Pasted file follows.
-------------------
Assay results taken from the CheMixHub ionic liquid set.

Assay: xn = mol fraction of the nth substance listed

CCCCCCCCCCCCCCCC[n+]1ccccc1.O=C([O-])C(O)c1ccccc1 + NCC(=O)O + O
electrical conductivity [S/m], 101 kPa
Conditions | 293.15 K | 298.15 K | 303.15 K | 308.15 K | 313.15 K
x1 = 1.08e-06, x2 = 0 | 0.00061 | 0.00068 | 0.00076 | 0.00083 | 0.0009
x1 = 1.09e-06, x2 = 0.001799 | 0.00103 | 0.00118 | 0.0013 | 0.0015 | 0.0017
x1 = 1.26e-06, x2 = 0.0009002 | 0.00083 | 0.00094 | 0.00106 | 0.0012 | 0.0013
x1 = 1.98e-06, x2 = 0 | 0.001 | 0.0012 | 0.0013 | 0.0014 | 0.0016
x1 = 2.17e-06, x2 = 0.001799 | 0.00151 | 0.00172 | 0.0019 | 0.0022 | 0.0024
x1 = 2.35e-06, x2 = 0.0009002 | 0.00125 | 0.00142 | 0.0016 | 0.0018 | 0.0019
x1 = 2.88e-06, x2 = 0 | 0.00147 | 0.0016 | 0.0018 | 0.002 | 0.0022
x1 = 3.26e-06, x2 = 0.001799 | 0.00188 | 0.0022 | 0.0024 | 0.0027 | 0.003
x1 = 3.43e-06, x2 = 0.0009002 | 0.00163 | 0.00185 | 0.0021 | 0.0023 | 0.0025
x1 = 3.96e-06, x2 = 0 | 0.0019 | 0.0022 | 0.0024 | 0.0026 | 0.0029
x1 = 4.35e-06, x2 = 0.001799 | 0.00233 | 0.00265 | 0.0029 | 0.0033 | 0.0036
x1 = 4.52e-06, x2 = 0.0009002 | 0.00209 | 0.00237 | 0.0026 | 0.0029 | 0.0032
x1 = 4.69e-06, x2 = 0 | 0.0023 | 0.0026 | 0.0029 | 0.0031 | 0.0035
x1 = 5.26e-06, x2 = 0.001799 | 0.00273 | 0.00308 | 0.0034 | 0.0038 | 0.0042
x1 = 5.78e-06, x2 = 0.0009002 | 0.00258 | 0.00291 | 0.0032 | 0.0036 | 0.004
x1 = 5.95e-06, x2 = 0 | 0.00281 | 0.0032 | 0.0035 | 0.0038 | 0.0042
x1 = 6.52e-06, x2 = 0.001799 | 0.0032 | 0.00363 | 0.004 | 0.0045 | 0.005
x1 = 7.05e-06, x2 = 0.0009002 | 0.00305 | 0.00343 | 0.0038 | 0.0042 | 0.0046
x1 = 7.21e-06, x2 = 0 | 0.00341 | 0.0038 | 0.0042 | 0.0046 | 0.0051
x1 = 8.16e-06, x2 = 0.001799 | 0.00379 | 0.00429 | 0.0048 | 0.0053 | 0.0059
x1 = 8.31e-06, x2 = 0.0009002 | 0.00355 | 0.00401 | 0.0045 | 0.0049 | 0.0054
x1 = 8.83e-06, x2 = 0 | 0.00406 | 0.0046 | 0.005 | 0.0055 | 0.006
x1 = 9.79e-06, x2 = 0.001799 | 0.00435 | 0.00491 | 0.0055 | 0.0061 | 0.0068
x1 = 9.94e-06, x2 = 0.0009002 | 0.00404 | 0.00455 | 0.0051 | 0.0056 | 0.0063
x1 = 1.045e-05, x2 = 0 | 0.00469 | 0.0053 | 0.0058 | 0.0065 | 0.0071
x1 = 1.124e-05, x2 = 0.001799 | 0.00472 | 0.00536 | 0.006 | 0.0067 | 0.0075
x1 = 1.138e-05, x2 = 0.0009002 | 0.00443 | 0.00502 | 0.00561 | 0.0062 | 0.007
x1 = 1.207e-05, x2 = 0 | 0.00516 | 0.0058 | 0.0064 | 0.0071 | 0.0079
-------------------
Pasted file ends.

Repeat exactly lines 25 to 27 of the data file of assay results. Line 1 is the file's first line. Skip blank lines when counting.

x1 = 8.16e-06, x2 = 0.001799 | 0.00379 | 0.00429 | 0.0048 | 0.0053 | 0.0059
x1 = 8.31e-06, x2 = 0.0009002 | 0.00355 | 0.00401 | 0.0045 | 0.0049 | 0.0054
x1 = 8.83e-06, x2 = 0 | 0.00406 | 0.0046 | 0.005 | 0.0055 | 0.006